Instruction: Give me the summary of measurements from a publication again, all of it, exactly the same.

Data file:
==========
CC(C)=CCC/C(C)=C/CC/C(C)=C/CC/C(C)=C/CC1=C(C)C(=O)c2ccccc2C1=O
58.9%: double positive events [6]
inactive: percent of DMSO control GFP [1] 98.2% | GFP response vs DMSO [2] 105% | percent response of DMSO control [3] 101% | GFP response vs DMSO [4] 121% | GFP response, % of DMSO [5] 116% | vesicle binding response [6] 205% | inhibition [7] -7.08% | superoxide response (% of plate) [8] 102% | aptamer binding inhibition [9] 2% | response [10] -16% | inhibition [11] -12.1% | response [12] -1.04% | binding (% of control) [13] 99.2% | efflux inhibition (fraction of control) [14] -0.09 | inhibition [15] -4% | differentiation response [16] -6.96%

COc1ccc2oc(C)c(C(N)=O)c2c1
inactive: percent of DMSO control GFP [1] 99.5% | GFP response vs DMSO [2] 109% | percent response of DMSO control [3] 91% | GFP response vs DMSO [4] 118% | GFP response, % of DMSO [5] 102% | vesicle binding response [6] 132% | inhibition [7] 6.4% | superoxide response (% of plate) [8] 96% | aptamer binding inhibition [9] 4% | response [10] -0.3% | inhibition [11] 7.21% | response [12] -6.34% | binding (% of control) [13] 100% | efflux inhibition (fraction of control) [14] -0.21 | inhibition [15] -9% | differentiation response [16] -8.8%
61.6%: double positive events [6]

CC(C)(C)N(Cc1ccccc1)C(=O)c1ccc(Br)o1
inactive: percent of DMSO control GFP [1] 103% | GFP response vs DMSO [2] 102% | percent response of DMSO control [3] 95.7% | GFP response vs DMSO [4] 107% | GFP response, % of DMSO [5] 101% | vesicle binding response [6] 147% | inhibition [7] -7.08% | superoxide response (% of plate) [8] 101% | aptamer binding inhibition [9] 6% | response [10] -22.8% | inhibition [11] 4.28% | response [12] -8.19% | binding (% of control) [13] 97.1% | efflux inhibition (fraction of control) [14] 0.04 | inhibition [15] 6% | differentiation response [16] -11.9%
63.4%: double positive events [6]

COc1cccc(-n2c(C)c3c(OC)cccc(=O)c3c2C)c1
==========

CC(C)=CCC/C(C)=C/CC/C(C)=C/CC/C(C)=C/CC1=C(C)C(=O)c2ccccc2C1=O
58.9%: double positive events [6]
inactive: percent of DMSO control GFP [1] 98.2% | GFP response vs DMSO [2] 105% | percent response of DMSO control [3] 101% | GFP response vs DMSO [4] 121% | GFP response, % of DMSO [5] 116% | vesicle binding response [6] 205% | inhibition [7] -7.08% | superoxide response (% of plate) [8] 102% | aptamer binding inhibition [9] 2% | response [10] -16% | inhibition [11] -12.1% | response [12] -1.04% | binding (% of control) [13] 99.2% | efflux inhibition (fraction of control) [14] -0.09 | inhibition [15] -4% | differentiation response [16] -6.96%

COc1ccc2oc(C)c(C(N)=O)c2c1
inactive: percent of DMSO control GFP [1] 99.5% | GFP response vs DMSO [2] 109% | percent response of DMSO control [3] 91% | GFP response vs DMSO [4] 118% | GFP response, % of DMSO [5] 102% | vesicle binding response [6] 132% | inhibition [7] 6.4% | superoxide response (% of plate) [8] 96% | aptamer binding inhibition [9] 4% | response [10] -0.3% | inhibition [11] 7.21% | response [12] -6.34% | binding (% of control) [13] 100% | efflux inhibition (fraction of control) [14] -0.21 | inhibition [15] -9% | differentiation response [16] -8.8%
61.6%: double positive events [6]

CC(C)(C)N(Cc1ccccc1)C(=O)c1ccc(Br)o1
inactive: percent of DMSO control GFP [1] 103% | GFP response vs DMSO [2] 102% | percent response of DMSO control [3] 95.7% | GFP response vs DMSO [4] 107% | GFP response, % of DMSO [5] 101% | vesicle binding response [6] 147% | inhibition [7] -7.08% | superoxide response (% of plate) [8] 101% | aptamer binding inhibition [9] 6% | response [10] -22.8% | inhibition [11] 4.28% | response [12] -8.19% | binding (% of control) [13] 97.1% | efflux inhibition (fraction of control) [14] 0.04 | inhibition [15] 6% | differentiation response [16] -11.9%
63.4%: double positive events [6]

COc1cccc(-n2c(C)c3c(OC)cccc(=O)c3c2C)c1